On hospital day one, labs showed still worsening leukopenia with white count dropping further to 1.58. Despite the 2 units of platelet transfusion prior, platelet levels were still undetectable. Patient had no signs of active bleeding, but hemoglobin levels were still noted to drop by almost a gram from 11.8 to 10.9. Given high suspicion for an immune-mediated etiology of the pancytopenia, patient was started on dexamethasone 40 mg for 4 days and 2 doses of IVIG therapy. By hospital day four, patient continued to show rebound in her white count and platelet levels and her hemoglobin levels were starting to plateau off (Figures 1–3). Various tests were sent to determine underlying etiology of the pancytopenia. Laboratory tests including viral hepatitis, HIV, parvovirus, and rheumatological markers were unremarkable. Blood work was not consistent with a consumptive coagulopathy or thrombotic microangiopathy, and peripheral smear showed no blasts or schistocytes. A direct Coombs test, however, was positive with warm agglutinin, but the patient had nonelevated total or direct bilirubin levels at any point during her hospitalization that would have been suggestive of hemolytic anemia.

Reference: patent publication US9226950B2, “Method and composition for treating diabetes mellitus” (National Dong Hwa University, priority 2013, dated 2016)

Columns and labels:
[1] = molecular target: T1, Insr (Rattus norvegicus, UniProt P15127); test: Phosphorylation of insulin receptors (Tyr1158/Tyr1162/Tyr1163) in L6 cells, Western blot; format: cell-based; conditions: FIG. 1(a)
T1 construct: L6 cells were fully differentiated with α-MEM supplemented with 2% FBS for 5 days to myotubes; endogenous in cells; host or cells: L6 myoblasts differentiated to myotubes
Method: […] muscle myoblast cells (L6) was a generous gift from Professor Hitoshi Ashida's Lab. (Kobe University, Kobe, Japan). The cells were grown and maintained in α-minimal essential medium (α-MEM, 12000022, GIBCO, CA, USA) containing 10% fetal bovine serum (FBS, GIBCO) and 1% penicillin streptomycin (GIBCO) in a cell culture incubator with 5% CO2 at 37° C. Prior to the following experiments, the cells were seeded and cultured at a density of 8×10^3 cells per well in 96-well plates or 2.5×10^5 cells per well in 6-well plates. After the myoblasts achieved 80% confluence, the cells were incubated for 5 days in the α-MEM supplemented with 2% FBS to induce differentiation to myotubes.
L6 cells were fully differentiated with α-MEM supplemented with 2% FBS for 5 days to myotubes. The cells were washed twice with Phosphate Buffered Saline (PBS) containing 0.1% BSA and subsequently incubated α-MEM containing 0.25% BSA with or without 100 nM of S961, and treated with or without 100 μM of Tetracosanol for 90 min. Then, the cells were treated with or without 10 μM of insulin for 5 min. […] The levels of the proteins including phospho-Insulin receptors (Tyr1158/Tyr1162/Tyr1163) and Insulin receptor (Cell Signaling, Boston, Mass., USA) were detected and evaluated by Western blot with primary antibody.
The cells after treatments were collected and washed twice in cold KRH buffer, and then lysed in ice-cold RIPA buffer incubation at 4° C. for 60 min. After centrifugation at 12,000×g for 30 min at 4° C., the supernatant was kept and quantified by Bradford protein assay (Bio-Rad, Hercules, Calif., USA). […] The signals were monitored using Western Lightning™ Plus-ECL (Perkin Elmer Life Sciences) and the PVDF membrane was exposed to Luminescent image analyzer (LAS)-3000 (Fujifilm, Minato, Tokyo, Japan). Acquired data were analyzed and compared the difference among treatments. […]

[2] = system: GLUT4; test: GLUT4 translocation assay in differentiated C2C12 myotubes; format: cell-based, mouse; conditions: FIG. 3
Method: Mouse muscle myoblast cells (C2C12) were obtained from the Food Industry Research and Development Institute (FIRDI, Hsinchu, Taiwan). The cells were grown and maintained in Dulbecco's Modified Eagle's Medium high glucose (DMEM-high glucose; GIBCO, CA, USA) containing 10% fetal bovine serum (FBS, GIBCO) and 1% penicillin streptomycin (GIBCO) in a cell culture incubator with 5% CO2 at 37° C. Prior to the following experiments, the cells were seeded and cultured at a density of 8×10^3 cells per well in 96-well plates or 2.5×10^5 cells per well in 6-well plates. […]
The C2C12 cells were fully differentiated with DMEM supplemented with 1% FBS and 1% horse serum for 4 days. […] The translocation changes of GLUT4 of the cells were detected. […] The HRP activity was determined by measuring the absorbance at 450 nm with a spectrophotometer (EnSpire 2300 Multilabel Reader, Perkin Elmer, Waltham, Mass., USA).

On one week follow-up, the patient had repeat blood work that showed sharp decline in both her white cell and platelet levels (Figure 1 and Figure 3). A bone marrow biopsy was pursued which revealed no concerning abnormalities. A few months later, blood work showed resolution of the anemia and thrombocytopenia, but patient was noted to have persistent leukopenia with ANC as low as 210 (Figure 3). As patient was otherwise asymptomatic, no further steroids or IVIG therapy was administered, but patient remains under close surveillance.